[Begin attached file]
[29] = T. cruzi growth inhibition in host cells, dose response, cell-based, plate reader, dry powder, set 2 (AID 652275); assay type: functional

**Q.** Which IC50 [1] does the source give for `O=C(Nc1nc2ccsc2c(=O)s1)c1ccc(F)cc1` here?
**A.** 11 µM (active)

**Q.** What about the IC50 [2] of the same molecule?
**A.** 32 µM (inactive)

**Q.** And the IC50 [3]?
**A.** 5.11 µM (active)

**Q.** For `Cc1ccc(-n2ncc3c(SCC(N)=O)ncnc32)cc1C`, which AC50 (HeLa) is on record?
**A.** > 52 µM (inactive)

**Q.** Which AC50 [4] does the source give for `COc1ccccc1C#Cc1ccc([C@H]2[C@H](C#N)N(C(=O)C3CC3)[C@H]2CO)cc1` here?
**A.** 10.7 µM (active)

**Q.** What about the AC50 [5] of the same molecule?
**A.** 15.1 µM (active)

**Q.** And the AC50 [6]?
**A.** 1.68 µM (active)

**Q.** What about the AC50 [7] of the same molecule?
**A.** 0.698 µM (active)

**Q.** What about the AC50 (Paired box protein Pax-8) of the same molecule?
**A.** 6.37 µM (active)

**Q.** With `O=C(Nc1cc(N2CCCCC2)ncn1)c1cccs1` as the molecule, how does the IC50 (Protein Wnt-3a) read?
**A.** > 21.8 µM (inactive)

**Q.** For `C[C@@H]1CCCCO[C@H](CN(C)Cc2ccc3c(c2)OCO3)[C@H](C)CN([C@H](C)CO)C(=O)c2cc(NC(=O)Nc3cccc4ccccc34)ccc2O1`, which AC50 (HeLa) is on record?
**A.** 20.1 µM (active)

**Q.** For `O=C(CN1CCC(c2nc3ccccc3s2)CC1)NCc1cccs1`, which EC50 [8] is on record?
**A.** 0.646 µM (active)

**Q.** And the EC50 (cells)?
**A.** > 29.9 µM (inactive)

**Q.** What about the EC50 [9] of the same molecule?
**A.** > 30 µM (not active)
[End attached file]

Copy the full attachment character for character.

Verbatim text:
[29] = T. cruzi growth inhibition in host cells, dose response, cell-based, plate reader, dry powder, set 2 (AID 652275); assay type: functional

**Q.** Which IC50 [1] does the source give for `O=C(Nc1nc2ccsc2c(=O)s1)c1ccc(F)cc1` here?
**A.** 11 µM (active)

**Q.** What about the IC50 [2] of the same molecule?
**A.** 32 µM (inactive)

**Q.** And the IC50 [3]?
**A.** 5.11 µM (active)

**Q.** For `Cc1ccc(-n2ncc3c(SCC(N)=O)ncnc32)cc1C`, which AC50 (HeLa) is on record?
**A.** > 52 µM (inactive)

**Q.** Which AC50 [4] does the source give for `COc1ccccc1C#Cc1ccc([C@H]2[C@H](C#N)N(C(=O)C3CC3)[C@H]2CO)cc1` here?
**A.** 10.7 µM (active)

**Q.** What about the AC50 [5] of the same molecule?
**A.** 15.1 µM (active)

**Q.** And the AC50 [6]?
**A.** 1.68 µM (active)

**Q.** What about the AC50 [7] of the same molecule?
**A.** 0.698 µM (active)

**Q.** What about the AC50 (Paired box protein Pax-8) of the same molecule?
**A.** 6.37 µM (active)

**Q.** With `O=C(Nc1cc(N2CCCCC2)ncn1)c1cccs1` as the molecule, how does the IC50 (Protein Wnt-3a) read?
**A.** > 21.8 µM (inactive)

**Q.** For `C[C@@H]1CCCCO[C@H](CN(C)Cc2ccc3c(c2)OCO3)[C@H](C)CN([C@H](C)CO)C(=O)c2cc(NC(=O)Nc3cccc4ccccc34)ccc2O1`, which AC50 (HeLa) is on record?
**A.** 20.1 µM (active)

**Q.** For `O=C(CN1CCC(c2nc3ccccc3s2)CC1)NCc1cccs1`, which EC50 [8] is on record?
**A.** 0.646 µM (active)

**Q.** And the EC50 (cells)?
**A.** > 29.9 µM (inactive)

**Q.** What about the EC50 [9] of the same molecule?
**A.** > 30 µM (not active)